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Carla Jean tries to reason with Chigurh. She tells him that her husband is dead, and the promise Chigurh made to Moss... (full context)
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Chigurh asks Carla Jean if she has any final words. She says she has nothing to... (full context)
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Chigurh pulls a coin from his pocket and holds it up for Carla Jean to see.... (full context)
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Before shooting Carla Jean, Chigurh tells her that every moment in her life is a turning and every one a... (full context)
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As Chigurh drives away from the house, a Buick runs a stop sign and strikes his truck.... (full context)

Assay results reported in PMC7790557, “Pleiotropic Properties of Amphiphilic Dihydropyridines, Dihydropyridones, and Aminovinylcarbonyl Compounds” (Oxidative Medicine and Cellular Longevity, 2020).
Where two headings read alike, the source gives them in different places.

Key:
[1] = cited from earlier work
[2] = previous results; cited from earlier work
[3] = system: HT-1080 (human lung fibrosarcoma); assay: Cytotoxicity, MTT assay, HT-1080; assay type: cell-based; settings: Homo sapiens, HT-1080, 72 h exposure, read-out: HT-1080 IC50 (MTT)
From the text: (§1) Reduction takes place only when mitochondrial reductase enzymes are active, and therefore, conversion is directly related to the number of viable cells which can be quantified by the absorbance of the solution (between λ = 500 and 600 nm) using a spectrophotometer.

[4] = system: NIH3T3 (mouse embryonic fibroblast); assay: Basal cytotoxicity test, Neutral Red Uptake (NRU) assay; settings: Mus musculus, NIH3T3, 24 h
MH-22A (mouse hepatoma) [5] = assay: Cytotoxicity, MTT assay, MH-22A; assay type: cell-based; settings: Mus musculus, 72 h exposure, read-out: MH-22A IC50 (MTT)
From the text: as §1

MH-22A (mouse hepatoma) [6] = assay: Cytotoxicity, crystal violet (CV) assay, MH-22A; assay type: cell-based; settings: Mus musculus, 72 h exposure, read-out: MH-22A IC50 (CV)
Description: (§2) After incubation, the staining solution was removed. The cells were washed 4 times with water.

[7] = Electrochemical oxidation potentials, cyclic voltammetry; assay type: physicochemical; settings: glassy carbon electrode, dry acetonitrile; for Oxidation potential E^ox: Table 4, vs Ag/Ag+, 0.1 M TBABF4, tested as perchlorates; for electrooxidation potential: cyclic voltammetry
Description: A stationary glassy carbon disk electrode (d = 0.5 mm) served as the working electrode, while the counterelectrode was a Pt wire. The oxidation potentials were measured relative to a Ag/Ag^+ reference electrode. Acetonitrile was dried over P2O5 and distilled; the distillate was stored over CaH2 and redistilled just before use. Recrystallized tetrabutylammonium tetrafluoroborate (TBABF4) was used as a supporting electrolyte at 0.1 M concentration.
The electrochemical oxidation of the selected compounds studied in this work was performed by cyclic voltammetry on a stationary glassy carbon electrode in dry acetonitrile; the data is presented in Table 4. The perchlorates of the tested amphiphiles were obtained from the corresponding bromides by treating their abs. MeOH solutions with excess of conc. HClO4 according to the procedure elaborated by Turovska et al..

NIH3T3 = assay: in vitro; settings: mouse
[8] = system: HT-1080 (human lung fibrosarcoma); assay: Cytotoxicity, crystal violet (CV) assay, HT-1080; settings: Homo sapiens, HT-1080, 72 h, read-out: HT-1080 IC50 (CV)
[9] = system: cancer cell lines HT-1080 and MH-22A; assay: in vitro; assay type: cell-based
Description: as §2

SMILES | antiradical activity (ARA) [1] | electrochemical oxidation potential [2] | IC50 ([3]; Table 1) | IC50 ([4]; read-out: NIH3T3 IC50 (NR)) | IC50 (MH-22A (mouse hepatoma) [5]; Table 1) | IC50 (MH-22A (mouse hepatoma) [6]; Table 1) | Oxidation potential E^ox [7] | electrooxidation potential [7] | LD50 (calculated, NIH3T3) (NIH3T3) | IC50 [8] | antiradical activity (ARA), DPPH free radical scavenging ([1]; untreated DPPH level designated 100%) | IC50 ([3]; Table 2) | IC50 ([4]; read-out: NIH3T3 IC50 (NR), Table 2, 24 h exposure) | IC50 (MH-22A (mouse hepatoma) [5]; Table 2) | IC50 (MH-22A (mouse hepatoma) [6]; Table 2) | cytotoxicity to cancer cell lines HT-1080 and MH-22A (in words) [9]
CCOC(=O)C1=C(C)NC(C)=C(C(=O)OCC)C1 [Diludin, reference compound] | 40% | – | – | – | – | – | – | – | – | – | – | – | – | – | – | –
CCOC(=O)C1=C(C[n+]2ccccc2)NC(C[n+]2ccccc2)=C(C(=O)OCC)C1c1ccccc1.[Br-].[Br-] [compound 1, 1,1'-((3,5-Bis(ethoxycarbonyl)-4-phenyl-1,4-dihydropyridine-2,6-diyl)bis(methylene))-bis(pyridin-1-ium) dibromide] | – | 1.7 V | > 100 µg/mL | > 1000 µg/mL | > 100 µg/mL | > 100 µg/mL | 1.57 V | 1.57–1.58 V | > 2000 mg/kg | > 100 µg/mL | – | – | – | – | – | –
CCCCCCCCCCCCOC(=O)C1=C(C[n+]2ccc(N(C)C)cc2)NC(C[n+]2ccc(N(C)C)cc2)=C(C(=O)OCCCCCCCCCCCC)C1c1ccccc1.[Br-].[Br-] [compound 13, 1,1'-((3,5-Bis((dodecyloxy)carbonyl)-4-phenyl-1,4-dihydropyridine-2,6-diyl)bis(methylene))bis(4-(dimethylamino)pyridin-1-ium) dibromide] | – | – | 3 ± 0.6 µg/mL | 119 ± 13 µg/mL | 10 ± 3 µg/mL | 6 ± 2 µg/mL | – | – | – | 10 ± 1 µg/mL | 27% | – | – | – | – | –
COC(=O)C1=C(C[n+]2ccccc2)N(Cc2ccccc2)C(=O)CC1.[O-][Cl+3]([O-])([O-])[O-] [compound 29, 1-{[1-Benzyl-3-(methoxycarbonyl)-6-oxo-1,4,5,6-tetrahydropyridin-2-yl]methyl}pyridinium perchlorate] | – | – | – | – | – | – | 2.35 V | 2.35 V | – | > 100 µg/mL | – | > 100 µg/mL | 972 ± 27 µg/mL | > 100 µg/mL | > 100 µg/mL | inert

Chapter 10
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...on oneself is a sign of aging. Bell then states that he can’t understand why Chigurh killed Carla Jean. Meanwhile, in a separate incident, the police have a Mexican man in... (full context)
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...found the weapon used to kill Carla Jean. The boy who took the gun from Chigurh’s truck sold it, and it ended up in a robbery in Louisiana. The detective tells... (full context)
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...sits down. Bell orders a coffee for the boy, and asks if DeMarco remembers what Chigurh looked like. DeMarco says he doesn’t remember. DeMarco pours a quarter cup of sugar into... (full context)
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...the second boy who was at the accident scene and questions him. Bell asks if Chigurh is Mexican. The boy says, he doesn’t know, but he had dark skin. Eventually, the... (full context)
Chapter 11
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...to look it up. Before Bell leaves, the prosecutor asks him what he knows about Chigurh. Bell says he knows nothing, calling him a ghost. He knows that Chigurh is out... (full context)